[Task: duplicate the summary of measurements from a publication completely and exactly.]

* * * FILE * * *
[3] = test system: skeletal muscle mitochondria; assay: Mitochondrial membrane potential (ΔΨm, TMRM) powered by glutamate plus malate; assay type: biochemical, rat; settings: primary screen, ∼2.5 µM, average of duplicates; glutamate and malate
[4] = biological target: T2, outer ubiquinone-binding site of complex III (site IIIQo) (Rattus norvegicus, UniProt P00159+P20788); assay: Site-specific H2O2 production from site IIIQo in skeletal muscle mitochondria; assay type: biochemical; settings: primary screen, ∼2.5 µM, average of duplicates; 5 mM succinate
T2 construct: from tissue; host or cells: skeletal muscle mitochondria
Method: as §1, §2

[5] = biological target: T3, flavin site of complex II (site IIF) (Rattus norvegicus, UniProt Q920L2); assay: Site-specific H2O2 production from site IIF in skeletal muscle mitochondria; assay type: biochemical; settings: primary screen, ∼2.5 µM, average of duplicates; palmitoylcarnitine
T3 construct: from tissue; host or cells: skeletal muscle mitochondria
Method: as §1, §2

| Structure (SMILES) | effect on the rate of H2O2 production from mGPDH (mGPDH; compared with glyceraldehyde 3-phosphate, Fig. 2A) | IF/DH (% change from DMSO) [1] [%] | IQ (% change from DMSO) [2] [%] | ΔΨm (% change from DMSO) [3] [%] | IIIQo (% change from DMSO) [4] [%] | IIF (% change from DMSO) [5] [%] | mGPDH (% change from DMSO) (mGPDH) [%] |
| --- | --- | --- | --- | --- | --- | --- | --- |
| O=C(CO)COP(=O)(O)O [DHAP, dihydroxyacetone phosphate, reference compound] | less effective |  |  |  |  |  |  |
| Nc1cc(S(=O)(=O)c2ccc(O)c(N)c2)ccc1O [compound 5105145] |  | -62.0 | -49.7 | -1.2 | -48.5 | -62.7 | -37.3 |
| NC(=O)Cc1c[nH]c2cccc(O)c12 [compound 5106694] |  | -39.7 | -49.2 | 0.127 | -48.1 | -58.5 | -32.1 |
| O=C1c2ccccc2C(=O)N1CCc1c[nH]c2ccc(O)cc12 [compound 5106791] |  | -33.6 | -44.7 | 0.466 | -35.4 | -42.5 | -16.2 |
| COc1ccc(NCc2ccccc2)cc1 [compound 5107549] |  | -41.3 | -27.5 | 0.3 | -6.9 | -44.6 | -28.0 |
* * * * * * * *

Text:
[3] = test system: skeletal muscle mitochondria; assay: Mitochondrial membrane potential (ΔΨm, TMRM) powered by glutamate plus malate; assay type: biochemical, rat; settings: primary screen, ∼2.5 µM, average of duplicates; glutamate and malate
[4] = biological target: T2, outer ubiquinone-binding site of complex III (site IIIQo) (Rattus norvegicus, UniProt P00159+P20788); assay: Site-specific H2O2 production from site IIIQo in skeletal muscle mitochondria; assay type: biochemical; settings: primary screen, ∼2.5 µM, average of duplicates; 5 mM succinate
T2 construct: from tissue; host or cells: skeletal muscle mitochondria
Method: as §1, §2

[5] = biological target: T3, flavin site of complex II (site IIF) (Rattus norvegicus, UniProt Q920L2); assay: Site-specific H2O2 production from site IIF in skeletal muscle mitochondria; assay type: biochemical; settings: primary screen, ∼2.5 µM, average of duplicates; palmitoylcarnitine
T3 construct: from tissue; host or cells: skeletal muscle mitochondria
Method: as §1, §2

| Structure (SMILES) | effect on the rate of H2O2 production from mGPDH (mGPDH; compared with glyceraldehyde 3-phosphate, Fig. 2A) | IF/DH (% change from DMSO) [1] [%] | IQ (% change from DMSO) [2] [%] | ΔΨm (% change from DMSO) [3] [%] | IIIQo (% change from DMSO) [4] [%] | IIF (% change from DMSO) [5] [%] | mGPDH (% change from DMSO) (mGPDH) [%] |
| --- | --- | --- | --- | --- | --- | --- | --- |
| O=C(CO)COP(=O)(O)O [DHAP, dihydroxyacetone phosphate, reference compound] | less effective |  |  |  |  |  |  |
| Nc1cc(S(=O)(=O)c2ccc(O)c(N)c2)ccc1O [compound 5105145] |  | -62.0 | -49.7 | -1.2 | -48.5 | -62.7 | -37.3 |
| NC(=O)Cc1c[nH]c2cccc(O)c12 [compound 5106694] |  | -39.7 | -49.2 | 0.127 | -48.1 | -58.5 | -32.1 |
| O=C1c2ccccc2C(=O)N1CCc1c[nH]c2ccc(O)cc12 [compound 5106791] |  | -33.6 | -44.7 | 0.466 | -35.4 | -42.5 | -16.2 |
| COc1ccc(NCc2ccccc2)cc1 [compound 5107549] |  | -41.3 | -27.5 | 0.3 | -6.9 | -44.6 | -28.0 |